Previous analyses of T cell recognition sites on immunopathogenic neural autoantigens have demonstrated, using LEW rats, the functional dissociation of in vitro proliferative responses and the ability to actively induce autoimmune diseases. In experimental autoimmune uveoretinitis, immunization of LEW rats with bovine retinal S-Ag reveals the presence of three immunodominant T cell recognition sites located in regions containing sequence differences between bovine and rat S-Ag. Immune responses of LEW rats to self (rat) and nonself (bovine and human) peptide homologues representing these three sites were compared. The immunodominant sequences of heterologous S-Ag were found to predict new pathogenic T cell recognition sites in the corresponding autologous rat sequence. Furthermore, in vitro proliferative responses to the pathogenic autologous sequences are dramatically diminished relative to the responses of lymphocytes raised to the non-self, homologues. A pathogenic T cell line, R858, efficiently transfered disease, but was unresponsive to the autologous S-Ag peptide in proliferation assays. However, responses to autologous peptides were readily detected using nonirradiated splenic APC. Detection of responses to non-self peptides was independent of this radiosensitive Ag-presenting activity. The lack of in vitro proliferative responses to pathogenic autologous sequences by T cells bearing self-specific receptors, contrasted with the strong proliferation induced by non-self peptide homologues, suggests a mechanism of unresponsiveness to self.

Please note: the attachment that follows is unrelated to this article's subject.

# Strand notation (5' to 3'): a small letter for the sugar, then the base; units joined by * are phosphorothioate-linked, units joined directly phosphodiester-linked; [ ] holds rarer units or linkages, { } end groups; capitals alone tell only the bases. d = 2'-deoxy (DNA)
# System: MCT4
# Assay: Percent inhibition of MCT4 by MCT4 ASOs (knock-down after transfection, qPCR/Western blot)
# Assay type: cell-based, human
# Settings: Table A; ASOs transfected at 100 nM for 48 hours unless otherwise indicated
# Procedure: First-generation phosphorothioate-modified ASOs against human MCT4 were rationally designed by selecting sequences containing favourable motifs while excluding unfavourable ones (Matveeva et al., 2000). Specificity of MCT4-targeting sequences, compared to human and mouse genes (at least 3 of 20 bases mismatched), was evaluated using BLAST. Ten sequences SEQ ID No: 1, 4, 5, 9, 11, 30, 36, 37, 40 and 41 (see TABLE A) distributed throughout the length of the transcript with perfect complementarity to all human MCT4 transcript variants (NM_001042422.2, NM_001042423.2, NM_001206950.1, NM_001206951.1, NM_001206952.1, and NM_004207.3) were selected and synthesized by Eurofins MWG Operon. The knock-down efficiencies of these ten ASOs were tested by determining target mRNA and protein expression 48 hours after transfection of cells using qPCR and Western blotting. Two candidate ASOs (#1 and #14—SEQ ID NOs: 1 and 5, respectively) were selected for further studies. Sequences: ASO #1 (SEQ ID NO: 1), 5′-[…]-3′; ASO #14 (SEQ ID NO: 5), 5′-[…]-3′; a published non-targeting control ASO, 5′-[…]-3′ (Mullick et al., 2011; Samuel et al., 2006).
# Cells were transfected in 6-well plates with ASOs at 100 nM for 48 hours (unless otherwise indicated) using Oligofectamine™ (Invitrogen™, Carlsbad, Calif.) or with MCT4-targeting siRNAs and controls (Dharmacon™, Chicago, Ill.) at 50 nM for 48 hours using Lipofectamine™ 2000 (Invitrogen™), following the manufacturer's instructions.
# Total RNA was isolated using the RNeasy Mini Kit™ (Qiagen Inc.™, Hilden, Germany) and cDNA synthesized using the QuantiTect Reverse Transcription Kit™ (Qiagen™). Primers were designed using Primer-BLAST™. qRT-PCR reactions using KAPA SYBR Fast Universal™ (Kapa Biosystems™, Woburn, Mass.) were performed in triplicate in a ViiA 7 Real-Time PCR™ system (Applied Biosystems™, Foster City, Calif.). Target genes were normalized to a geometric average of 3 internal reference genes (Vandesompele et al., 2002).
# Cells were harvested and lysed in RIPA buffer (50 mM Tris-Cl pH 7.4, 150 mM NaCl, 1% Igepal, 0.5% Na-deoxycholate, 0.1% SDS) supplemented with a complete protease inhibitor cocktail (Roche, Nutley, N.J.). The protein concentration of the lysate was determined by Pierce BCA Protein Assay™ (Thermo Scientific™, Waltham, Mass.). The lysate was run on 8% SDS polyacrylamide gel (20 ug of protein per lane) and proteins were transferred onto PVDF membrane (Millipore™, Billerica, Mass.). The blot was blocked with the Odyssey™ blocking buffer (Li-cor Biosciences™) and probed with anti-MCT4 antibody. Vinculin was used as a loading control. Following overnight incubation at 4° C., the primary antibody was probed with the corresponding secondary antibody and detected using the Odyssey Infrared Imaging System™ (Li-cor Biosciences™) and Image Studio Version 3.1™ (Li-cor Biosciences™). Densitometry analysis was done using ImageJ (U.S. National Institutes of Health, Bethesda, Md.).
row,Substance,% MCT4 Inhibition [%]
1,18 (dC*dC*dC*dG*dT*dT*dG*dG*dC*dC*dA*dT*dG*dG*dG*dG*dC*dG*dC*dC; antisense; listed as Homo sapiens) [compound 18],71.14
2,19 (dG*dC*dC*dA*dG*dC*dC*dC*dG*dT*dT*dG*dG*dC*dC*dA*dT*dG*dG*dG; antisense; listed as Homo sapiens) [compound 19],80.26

|Original language||English (US)|
|Number of pages||7|
|Journal||Journal of Immunology|
|State||Published - 1991|